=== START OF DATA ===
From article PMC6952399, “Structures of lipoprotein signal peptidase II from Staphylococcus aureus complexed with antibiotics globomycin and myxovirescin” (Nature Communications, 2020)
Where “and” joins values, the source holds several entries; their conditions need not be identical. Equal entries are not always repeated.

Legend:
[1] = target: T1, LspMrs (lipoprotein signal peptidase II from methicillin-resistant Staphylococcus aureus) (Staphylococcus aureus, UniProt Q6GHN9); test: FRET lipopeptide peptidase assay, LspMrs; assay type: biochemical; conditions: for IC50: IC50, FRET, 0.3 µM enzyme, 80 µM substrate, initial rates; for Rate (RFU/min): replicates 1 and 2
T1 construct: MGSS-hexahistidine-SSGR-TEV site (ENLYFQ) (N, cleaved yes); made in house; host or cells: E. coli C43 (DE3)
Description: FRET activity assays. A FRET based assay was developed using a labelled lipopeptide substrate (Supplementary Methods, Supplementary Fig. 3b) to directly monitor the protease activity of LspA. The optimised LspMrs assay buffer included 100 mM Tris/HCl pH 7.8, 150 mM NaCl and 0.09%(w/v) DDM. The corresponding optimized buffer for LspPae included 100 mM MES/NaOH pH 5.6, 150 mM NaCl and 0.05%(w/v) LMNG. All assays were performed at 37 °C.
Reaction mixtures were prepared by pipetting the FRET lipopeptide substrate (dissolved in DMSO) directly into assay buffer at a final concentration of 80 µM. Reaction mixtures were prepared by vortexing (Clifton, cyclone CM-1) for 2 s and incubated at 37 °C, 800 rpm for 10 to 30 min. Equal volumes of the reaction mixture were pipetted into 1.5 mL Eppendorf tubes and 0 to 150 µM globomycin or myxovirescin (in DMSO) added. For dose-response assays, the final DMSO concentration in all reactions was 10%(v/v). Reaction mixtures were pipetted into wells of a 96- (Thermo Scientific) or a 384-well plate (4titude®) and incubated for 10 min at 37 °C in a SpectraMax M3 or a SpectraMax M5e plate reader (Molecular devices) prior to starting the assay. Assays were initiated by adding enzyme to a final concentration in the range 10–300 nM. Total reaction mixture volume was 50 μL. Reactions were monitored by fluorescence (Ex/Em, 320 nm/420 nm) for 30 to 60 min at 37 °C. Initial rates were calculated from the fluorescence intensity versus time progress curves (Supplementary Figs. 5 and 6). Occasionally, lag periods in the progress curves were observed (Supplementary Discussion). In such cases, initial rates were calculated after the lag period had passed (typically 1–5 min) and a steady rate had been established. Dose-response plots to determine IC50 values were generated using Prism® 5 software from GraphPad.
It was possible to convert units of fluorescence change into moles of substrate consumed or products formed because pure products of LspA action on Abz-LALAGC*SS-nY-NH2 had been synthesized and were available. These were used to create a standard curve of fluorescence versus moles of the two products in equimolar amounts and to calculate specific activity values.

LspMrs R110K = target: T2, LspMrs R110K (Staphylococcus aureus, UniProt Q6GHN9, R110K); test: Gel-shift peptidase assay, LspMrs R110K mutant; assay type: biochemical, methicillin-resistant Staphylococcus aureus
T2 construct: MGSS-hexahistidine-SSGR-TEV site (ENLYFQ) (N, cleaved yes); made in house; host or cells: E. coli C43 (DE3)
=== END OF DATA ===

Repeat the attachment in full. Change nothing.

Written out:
From article PMC6952399, “Structures of lipoprotein signal peptidase II from Staphylococcus aureus complexed with antibiotics globomycin and myxovirescin” (Nature Communications, 2020)
Where “and” joins values, the source holds several entries; their conditions need not be identical. Equal entries are not always repeated.

Legend:
[1] = target: T1, LspMrs (lipoprotein signal peptidase II from methicillin-resistant Staphylococcus aureus) (Staphylococcus aureus, UniProt Q6GHN9); test: FRET lipopeptide peptidase assay, LspMrs; assay type: biochemical; conditions: for IC50: IC50, FRET, 0.3 µM enzyme, 80 µM substrate, initial rates; for Rate (RFU/min): replicates 1 and 2
T1 construct: MGSS-hexahistidine-SSGR-TEV site (ENLYFQ) (N, cleaved yes); made in house; host or cells: E. coli C43 (DE3)
Description: FRET activity assays. A FRET based assay was developed using a labelled lipopeptide substrate (Supplementary Methods, Supplementary Fig. 3b) to directly monitor the protease activity of LspA. The optimised LspMrs assay buffer included 100 mM Tris/HCl pH 7.8, 150 mM NaCl and 0.09%(w/v) DDM. The corresponding optimized buffer for LspPae included 100 mM MES/NaOH pH 5.6, 150 mM NaCl and 0.05%(w/v) LMNG. All assays were performed at 37 °C.
Reaction mixtures were prepared by pipetting the FRET lipopeptide substrate (dissolved in DMSO) directly into assay buffer at a final concentration of 80 µM. Reaction mixtures were prepared by vortexing (Clifton, cyclone CM-1) for 2 s and incubated at 37 °C, 800 rpm for 10 to 30 min. Equal volumes of the reaction mixture were pipetted into 1.5 mL Eppendorf tubes and 0 to 150 µM globomycin or myxovirescin (in DMSO) added. For dose-response assays, the final DMSO concentration in all reactions was 10%(v/v). Reaction mixtures were pipetted into wells of a 96- (Thermo Scientific) or a 384-well plate (4titude®) and incubated for 10 min at 37 °C in a SpectraMax M3 or a SpectraMax M5e plate reader (Molecular devices) prior to starting the assay. Assays were initiated by adding enzyme to a final concentration in the range 10–300 nM. Total reaction mixture volume was 50 μL. Reactions were monitored by fluorescence (Ex/Em, 320 nm/420 nm) for 30 to 60 min at 37 °C. Initial rates were calculated from the fluorescence intensity versus time progress curves (Supplementary Figs. 5 and 6). Occasionally, lag periods in the progress curves were observed (Supplementary Discussion). In such cases, initial rates were calculated after the lag period had passed (typically 1–5 min) and a steady rate had been established. Dose-response plots to determine IC50 values were generated using Prism® 5 software from GraphPad.
It was possible to convert units of fluorescence change into moles of substrate consumed or products formed because pure products of LspA action on Abz-LALAGC*SS-nY-NH2 had been synthesized and were available. These were used to create a standard curve of fluorescence versus moles of the two products in equimolar amounts and to calculate specific activity values.

LspMrs R110K = target: T2, LspMrs R110K (Staphylococcus aureus, UniProt Q6GHN9, R110K); test: Gel-shift peptidase assay, LspMrs R110K mutant; assay type: biochemical, methicillin-resistant Staphylococcus aureus
T2 construct: MGSS-hexahistidine-SSGR-TEV site (ENLYFQ) (N, cleaved yes); made in house; host or cells: E. coli C43 (DE3)